WASHINGTON — The House committee investigating the Jan. 6 attack could start sharing some transcripts of witness interviews with federal prosecutors as early as next month as Justice Department officials ratchet up public pressure on the panel to turn over the documents.
Negotiations between Justice Department officials and Timothy J. Heaphy, the lead investigator for the House panel and a former federal prosecutor, have intensified in recent days, as the two sides wrangle over the timing and content of the material to be turned over, according to several people familiar with the talks but not authorized to publicly discuss the matter.
Prosecutors have previously said that the committee planned to publicly release the documents requested in September.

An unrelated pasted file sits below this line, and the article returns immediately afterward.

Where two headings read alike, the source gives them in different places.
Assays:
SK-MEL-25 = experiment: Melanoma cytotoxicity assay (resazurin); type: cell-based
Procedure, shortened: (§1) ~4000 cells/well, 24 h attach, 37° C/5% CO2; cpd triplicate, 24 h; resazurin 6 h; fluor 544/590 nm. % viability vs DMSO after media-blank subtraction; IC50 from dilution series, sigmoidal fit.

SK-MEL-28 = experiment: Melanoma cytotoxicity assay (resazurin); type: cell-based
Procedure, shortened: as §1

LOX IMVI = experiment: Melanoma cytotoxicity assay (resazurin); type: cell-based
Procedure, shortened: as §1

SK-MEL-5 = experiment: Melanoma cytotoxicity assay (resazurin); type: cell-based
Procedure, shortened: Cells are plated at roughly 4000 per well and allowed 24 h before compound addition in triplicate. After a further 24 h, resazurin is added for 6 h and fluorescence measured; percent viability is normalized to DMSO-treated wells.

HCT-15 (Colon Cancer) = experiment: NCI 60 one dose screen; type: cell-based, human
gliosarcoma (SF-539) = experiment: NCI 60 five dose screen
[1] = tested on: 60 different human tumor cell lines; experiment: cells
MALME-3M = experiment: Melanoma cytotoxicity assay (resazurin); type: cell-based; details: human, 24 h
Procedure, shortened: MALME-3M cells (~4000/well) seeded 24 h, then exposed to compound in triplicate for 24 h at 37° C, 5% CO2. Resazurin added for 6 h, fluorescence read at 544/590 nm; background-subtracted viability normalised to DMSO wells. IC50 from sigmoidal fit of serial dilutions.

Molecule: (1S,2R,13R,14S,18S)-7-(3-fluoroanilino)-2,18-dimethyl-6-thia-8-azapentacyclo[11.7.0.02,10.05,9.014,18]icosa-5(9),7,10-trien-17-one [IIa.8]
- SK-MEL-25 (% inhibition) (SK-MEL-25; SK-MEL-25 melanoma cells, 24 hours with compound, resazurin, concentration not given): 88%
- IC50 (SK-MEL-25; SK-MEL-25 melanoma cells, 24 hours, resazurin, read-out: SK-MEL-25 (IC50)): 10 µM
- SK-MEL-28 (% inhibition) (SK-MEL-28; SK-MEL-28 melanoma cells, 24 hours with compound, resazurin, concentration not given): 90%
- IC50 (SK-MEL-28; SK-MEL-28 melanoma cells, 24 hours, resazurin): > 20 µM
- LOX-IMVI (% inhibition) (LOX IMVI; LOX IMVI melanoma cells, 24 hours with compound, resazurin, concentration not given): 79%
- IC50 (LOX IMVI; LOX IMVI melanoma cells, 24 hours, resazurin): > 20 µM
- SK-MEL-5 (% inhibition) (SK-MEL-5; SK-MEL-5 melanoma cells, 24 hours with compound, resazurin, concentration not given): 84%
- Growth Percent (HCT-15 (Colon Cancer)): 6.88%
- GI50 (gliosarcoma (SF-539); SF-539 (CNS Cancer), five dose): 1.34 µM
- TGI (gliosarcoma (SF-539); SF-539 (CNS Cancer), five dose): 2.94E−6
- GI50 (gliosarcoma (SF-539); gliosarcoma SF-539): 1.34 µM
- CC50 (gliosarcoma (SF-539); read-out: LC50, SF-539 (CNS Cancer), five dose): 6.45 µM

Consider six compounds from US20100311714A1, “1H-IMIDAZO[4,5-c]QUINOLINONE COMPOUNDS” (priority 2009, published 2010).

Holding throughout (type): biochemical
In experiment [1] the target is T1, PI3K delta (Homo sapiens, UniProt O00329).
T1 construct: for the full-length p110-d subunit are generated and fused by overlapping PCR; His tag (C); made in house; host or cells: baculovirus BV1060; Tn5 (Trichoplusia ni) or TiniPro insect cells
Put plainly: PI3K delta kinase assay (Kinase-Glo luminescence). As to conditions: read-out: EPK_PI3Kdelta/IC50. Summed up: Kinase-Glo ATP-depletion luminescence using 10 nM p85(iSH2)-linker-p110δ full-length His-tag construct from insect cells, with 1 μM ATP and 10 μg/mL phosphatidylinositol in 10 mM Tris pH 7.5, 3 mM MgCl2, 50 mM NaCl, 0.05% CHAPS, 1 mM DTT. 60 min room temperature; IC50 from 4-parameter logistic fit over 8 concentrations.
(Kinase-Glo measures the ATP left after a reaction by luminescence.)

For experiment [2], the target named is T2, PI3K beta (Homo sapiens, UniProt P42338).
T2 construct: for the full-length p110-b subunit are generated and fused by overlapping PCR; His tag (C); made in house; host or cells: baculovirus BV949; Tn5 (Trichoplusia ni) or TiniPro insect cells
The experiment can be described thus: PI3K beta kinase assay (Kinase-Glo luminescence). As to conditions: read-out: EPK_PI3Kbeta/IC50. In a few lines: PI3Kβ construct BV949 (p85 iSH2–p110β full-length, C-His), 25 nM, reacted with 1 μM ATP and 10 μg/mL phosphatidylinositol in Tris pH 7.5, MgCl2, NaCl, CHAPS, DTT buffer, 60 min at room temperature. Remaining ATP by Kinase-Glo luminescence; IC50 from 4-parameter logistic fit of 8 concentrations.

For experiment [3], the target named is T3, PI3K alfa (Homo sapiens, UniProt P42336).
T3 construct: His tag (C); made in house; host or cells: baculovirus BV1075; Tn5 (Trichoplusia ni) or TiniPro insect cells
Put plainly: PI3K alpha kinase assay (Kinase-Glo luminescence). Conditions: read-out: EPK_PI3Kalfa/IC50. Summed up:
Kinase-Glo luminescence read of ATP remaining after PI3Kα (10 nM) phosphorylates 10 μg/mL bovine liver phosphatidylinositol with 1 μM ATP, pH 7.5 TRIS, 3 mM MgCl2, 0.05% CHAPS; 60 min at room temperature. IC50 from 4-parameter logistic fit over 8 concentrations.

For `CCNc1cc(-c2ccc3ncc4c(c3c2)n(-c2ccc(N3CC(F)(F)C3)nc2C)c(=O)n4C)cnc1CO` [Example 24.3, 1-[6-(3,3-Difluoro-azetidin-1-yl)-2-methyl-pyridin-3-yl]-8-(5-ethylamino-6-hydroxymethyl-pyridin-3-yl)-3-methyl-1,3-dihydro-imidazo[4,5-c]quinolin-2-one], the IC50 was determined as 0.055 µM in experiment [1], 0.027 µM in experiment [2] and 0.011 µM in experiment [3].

Lawmakers on the committee and the staff members responsible for conducting hundreds of interviews have said that they are currently consumed with the task of making the clearest possible public case that Trump and his allies incited an insurrection — and plan to pivot to the department’s request as they begin winding down their series of public hearings later this month.
And the logistical challenges are daunting: The committee has conducted more than 1,000 interviews, hundreds of which were transcribed, and accommodating the Justice Department’s request would require a diversion of labor on a staff that is already exhausted and overstretched. Because of the volume of interviews — which often number in the dozens per week — it has at times taken the committee months to prepare a witness’s transcript and invite his or her lawyer to review it in person.
Moreover, some committee members have been frustrated by the Justice Department’s refusal, thus far, to share information and interviews the committee has requested.